The Drive just celebrated its 17th birthday. The radio station at its inception was created as the antithesis to what most people would think a radio station was all about. The Drive signed on with a pledge that there would be no contests, there would be no promotions, there would be no bar nights. This was a station that was created as a spectacle of a radio station... A Tiffany type of entity. It was all about the music. That served The Drive very well for the better part of its life. When Nielsen introduced meters and those meters settled in and started to shift a little bit, the reality was that just being a radio station that sort of executed a one-way conversation with its audience was outdated. People were looking for something more. Because The Drive had been so successful in identifying itself as being just the opposite for so long, it wasn’t an easy task to begin to implement some of the more traditional components of the radio station. Over the last three years I think we have seen that it has been a really identifiable part of the success of the radio station. We have been trending up for the better part of 18 months if not more. I think that had everything to do with a change in philosophy. An embrace toward the evolution.

You are two years into the return of Sherman and Tingle to the market. How has the morning show played into the recent success and evolution of the station?

We were looking for something more contemporary and more interactive—a show that was capable of being on the streets and social media active. All the components that make a show attractive and compelling. When Sherman and Tingle came along we were able to reunite them and they were very interested in working with Hubbard. We were fortunate that both Brian Sherman and Steve Tingle had their sights set on this company. It’s been a wonderful fit for the radio station.

And in middays it’s the legendary Bob Stroud…

He is legendary. He’s got over four decades of radio experience with most of those here in Chicago and he was just nominated as one of five finalists for a Marconi award. We are fortunate to have signed him up to another long-term contract. He also just completed a number one spring book in middays, people 25-54 and across pretty much every other demo. He is a tremendous asset and just an amazing guy.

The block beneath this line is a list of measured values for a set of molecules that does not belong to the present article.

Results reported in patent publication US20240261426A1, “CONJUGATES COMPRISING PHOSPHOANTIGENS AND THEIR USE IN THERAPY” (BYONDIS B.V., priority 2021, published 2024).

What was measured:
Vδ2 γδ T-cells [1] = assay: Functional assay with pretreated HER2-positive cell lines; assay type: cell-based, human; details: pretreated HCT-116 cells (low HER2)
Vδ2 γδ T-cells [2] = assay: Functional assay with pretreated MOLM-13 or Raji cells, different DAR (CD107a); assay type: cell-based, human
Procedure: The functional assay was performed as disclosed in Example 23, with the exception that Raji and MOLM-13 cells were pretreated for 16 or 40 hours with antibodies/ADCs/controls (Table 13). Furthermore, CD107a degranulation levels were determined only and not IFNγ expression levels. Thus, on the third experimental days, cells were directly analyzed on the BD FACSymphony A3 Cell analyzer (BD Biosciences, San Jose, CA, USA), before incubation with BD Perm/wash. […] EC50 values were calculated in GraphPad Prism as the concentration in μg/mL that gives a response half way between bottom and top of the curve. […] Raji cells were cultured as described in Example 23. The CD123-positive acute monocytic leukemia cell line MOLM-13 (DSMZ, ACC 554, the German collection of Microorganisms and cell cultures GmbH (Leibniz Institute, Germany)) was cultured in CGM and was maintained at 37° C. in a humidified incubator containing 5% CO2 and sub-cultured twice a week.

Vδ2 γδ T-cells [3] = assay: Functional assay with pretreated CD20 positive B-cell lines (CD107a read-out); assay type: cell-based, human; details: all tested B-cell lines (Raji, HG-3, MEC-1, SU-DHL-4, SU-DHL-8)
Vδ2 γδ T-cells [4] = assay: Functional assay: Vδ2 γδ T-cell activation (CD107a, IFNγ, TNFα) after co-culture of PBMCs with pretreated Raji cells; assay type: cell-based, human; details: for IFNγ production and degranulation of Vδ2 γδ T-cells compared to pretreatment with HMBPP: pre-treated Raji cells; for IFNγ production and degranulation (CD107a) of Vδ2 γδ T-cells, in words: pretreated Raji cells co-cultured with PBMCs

I also feel really good about what is happening in afternoons here. We welcomed Janda Lane to afternoons recently and now have a two-person afternoon show. She contributes service elements to the show but is also a content contributor, both on the air with our longtime host Steve Seager, and on the digital side.

The Voice of The Drive, Nick Michaels, recently passed. That’s a huge hole to fill that may not be apparent to the casual listener. How do you approach searching for a new voice?

It’s tough. Nick Michaels has been synonymous with the sound and the essence of The Drive since its inception. His ability to capture a feeling with just a voiceover is absolutely not like any other voice talent I have encountered. It was terribly shocking to be faced with such a loss. As we move forward, we are fortunate that Nick and his family were such fans of The Drive and felt so personally invested in WDRV that we have an amazing reservoir full of Nick’s creations that we are still able to use as a fabric of the radio station even as we search for an eventual day-to-day replacement. That makes the search a little bit less frantic and a little bit more strategic. There is never going to be another Nick Michaels but as the radio station looks to the next chapter we are still looking for that person who can bring words to life.

Tell us about your participation in Conclave this week and what the conference means for the industry.

The panel I am on is titled “Every Day Is More Important Than The Lightning Strike” and it has a lot to do with the day-to-day mission of radio to not only look for lightning in the bottle but to also find those seismic moments and create that kind of excitement and content on a consistent basis. I am flattered and honored to be asked to be on the panel. I am all about any opportunity to talk to students or people who have the proclivity to get into this industry. I think that there are fewer and fewer opportunities for those who have interest to get into it at an entry level position. Conventions and gatherings like these are vital to giving people who want to get into the business the support and some experiential advice to stoke that fire and to reassure them that this is a great business to be in.